According to the invention, a RFID tag is implemented to adaptively initiate a floating threshold to enable the ASIC to track the RF level, preferably but not necessarily the peak level, of the signal received at the tag's antenna from the RFID reader with which it is engaged, or sought to be engaged, in a communication session, and thereby provide substantially complete rejection of interference from noise or extraneous signals, whether continuous wave (CW) and/or modulated (e.g., amplitude modulated (AM)), emanating from other sources in or in proximity to the RF response range of the tag.

According to one aspect of the invention, a RFID tag comprises an ASIC for adaptively initiating a floating threshold that tracks the RF level of the signal from a designated RFID reader when the tag is engaged in an RF communications session with the reader, and for comparing the floating RF threshold with the raw signal detected from the reader to substantially remove RF interference from other sources on the raw detected signal.

In a preferred embodiment, the floating threshold is derived from the peak RF level on the raw detected signal including the interference. In another embodiment, the floating threshold is derived from the average level of segments of the on the raw detected RF signal including the interference, over a selected interval of time.

In a method of radio frequency identification for a communication session between a tag and a reader, the tag adaptively initiates a floating threshold that tracks the RF level of the raw signal detected from the reader including RF interference from other sources during the session, and the detected raw signal is compared with the threshold to reject the RF interference.

BRIEF DESCRIPTION OF THE DRAWINGS

The above and still further objects, features, aspects and advantages of the invention will be more clearly understood by those skilled in the art from a consideration of the following detailed description of the best mode presently contemplated for implementing the principles of the invention, in conjunction with the accompanying drawing, in which:

FIG. 1 is a is a block diagram of the receiver input section of a typical prior art RFID tag, described above in the Background section of this document;

FIGS. 2A-2E is a sequence of waveform diagrams illustrating operation of the receiver input section of the RFID tag of FIG. 1 upon receipt of an RF input from a RFID reader in the absence of noise or other signal interference, also described in the Background section;

FIGS. 3A-3D is a sequence of waveform diagrams illustrating operation of the receiver input section of the RFID tag of FIG. 1 upon receipt of an RF input from a RFID reader in the presence of noise or other signal interference, also described in the Background section;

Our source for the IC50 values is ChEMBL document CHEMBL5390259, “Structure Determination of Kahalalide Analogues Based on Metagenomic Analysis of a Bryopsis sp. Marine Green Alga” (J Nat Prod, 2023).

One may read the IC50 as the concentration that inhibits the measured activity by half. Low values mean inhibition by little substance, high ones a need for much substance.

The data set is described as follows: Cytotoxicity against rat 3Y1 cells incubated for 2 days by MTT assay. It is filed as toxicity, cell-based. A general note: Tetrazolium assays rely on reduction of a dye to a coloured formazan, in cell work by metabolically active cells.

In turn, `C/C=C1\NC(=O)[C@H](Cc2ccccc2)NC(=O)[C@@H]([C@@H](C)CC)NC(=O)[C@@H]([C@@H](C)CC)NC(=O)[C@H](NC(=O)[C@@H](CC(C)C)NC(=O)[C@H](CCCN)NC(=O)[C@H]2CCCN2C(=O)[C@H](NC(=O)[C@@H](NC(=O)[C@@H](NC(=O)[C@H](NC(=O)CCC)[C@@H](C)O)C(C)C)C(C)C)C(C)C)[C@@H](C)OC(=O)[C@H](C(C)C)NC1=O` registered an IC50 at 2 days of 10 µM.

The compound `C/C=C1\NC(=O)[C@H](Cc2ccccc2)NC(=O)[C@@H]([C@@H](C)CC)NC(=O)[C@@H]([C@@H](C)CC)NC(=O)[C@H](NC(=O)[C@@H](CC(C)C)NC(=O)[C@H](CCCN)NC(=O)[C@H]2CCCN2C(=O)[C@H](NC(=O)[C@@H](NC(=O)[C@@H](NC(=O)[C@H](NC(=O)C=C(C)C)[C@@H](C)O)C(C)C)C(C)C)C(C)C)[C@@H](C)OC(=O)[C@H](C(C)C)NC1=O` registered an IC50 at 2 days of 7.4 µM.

FIG. 4 is a block diagram of the receiver input section of a presently preferred embodiment of a RFID tag implemented in accordance with the principles of the present invention;

FIGS. 5A-5D is a sequence of waveform diagrams illustrating the improved operation of the receiver input section of the RFID tag of FIG. 4 upon receipt of an RF input from a RFID reader in the presence of noise or other signal interference;

FIG. 6 is a circuit diagram of a peak signal detector;

FIG. 7 is a timing diagram showing the threshold level for the peak detector of FIG. 6;

FIG. 8 is a circuit diagram of an averaging circuit; and,

FIG. 9 is a timing diagram showing the threshold level for the averaging circuit of FIG. 8.

DETAILED DESCRIPTION OF THE INVENTION

In describing a preferred embodiment of the invention illustrated in the drawings, certain specific terminology will be used for the sake of clarity. However, the invention is not intended to be limited to that specific terminology, and it is to be understood that the terminology includes all technical equivalents that operate in a similar manner to accomplish the same or similar result.

Referring now to FIG. 4, a presently preferred embodiment of a RFID tag implemented in accordance with the principles of the present invention will be described in terms of the block diagrammatic structure of the tag's receiver input section illustrated therein. Common components and features in the various figures, including those described in the Background section above, are designated by the same reference numbers. It will be observed that the receiver input section of FIG. 1 differs from that of FIG. 4 in the absence of a fixed threshold setter and the inclusion of a Peak Signal Detector 30 and a gain adjustable amplifier 31 in the receiver input section between the output of RF Detector 15 and an applicable one of the two comparison inputs of Comparator 17. These specific components of the improved receiver input section of FIG. 4 according to the principles of the present invention are shown by way of example and not as limitations of the invention. The gain of amplifier 31 is selected to scale the input to Comparator 17 at a suitable level which is only a fraction of the peak amplitude.

Referring now to FIG. 5, in operation of a RFID tag with the input section of FIG. 4, an “RF in” signal (FIG. 5A) received at antenna 12 has a noise component 20. The raw “RF in” signal is applied to RF Detector 15, which converts it to an analog baseband signal (“RF Detector out”, FIG. 5B) in a manner corresponding to operation of the RFD tag of FIG. 1.